How Sleep Care Is Replacing Self-Care

Self-care is a buzzworthy term now more than ever. Due in part to the COVID-19 pandemic and the rise in mental health complications associated with loss of jobs and uncertainty in life, people have finally started prioritizing their mental health more than ever. Everyday Health describes self-care as "taking care of yourself so that you can be healthy, you can be well, you can do your job, you can help and care for others, and you can do all the things you need to and want to accomplish in a day." It's not the same as "self-indulgence or being selfish." Self-care is taking care of your physical health by eating well, staying active, and seeing the doctor as needed. Life can be stressful, so it's also essential to take care of your mental health by taking a mental health day as needed before you burn out.

Self-care can be subjective, and what works for one person might not work for another. If someone benefits from being out in nature, another might want to stay in and do nothing or read a book. Whatever you choose, self-care has both short-term (less stress) and long-term health benefits (disease prevention), per Verywell Health. You can eat well, stay active, and spend time with loved ones, but the rest of the self-care techniques will fall short if you don't get adequate rest. 

If you or someone you know is struggling with mental health, please contact the Crisis Text Line by texting HOME to 741741, call the National Alliance on Mental Illness helpline at 1-800-950-NAMI (6264), or visit the National Institute of Mental Health website.

There is no self-care without enough sleep

If you're always tired, how can you really take care of yourself or get anything done well? As noted by Healthline, sleep is as essential as eating well and staying active. Almost 35% of U.S. adults don't sleep enough. Most adults require seven to nine hours of sleep on average, but we often struggle to get that. Sleep can help "improve concentration and productivity, strengthen your heart, and improve your immune system," among others things. We feel the need to work hard to prove ourselves constantly, but if we don't sleep enough, it can increase the chances of depression or the possibility of more injuries or errors at work. It's impossible to be productive without enough rest, so we need sleep care.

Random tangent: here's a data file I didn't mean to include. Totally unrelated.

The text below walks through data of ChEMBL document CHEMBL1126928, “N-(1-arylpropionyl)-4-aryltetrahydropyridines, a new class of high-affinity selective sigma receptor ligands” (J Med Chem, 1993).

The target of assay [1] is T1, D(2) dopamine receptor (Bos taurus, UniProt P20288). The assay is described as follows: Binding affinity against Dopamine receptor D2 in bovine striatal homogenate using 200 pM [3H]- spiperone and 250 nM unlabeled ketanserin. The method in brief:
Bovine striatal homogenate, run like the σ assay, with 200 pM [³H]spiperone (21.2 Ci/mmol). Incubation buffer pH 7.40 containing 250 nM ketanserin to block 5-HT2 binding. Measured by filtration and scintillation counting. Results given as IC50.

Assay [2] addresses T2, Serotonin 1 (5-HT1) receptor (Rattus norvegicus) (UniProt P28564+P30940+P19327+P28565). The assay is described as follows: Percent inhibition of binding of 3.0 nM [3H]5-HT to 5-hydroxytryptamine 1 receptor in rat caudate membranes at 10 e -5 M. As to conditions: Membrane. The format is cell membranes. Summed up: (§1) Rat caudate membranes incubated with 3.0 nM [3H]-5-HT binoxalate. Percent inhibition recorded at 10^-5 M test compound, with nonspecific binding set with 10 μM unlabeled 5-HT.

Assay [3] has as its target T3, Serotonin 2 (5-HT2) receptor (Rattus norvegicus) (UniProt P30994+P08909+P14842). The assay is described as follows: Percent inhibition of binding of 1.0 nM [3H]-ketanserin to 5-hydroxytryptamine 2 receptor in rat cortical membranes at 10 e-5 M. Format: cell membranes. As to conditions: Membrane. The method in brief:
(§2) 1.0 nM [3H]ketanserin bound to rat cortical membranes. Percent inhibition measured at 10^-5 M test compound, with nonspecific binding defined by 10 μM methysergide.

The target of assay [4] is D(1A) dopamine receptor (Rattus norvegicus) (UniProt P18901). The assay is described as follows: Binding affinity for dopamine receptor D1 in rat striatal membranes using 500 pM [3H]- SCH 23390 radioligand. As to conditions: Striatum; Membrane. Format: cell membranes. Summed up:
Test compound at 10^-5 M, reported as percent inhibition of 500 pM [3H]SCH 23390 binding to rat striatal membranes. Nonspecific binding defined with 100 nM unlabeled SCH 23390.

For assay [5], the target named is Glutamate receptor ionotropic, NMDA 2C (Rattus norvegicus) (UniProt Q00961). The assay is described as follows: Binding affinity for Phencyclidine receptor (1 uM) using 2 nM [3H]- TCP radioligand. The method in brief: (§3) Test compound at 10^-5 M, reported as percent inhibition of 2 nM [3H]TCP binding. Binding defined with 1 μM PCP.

Think of your body as a machine; you know how your cell phone is slow when it's low on battery and needs to recharge to work properly. The Sleep Foundation considers sleep the same recharging process for you, allowing you to refuel after a long day of working and using mental and physical energy. If you don't sleep enough, you won't be able to process your thoughts or concentrate throughout the day. You need to be able to do all that to live, work, and maintain healthy relationships.

You should therefore prioritize better sleep hygiene by going to bed at the same time each day, keeping your bedroom dark, skipping playing with electronics, and avoiding heavy meals, caffeine, and alcohol before bed, per the Centers for Disease Control and Prevention (CDC). Ultimately, just remember that you need sleep care for total self-care.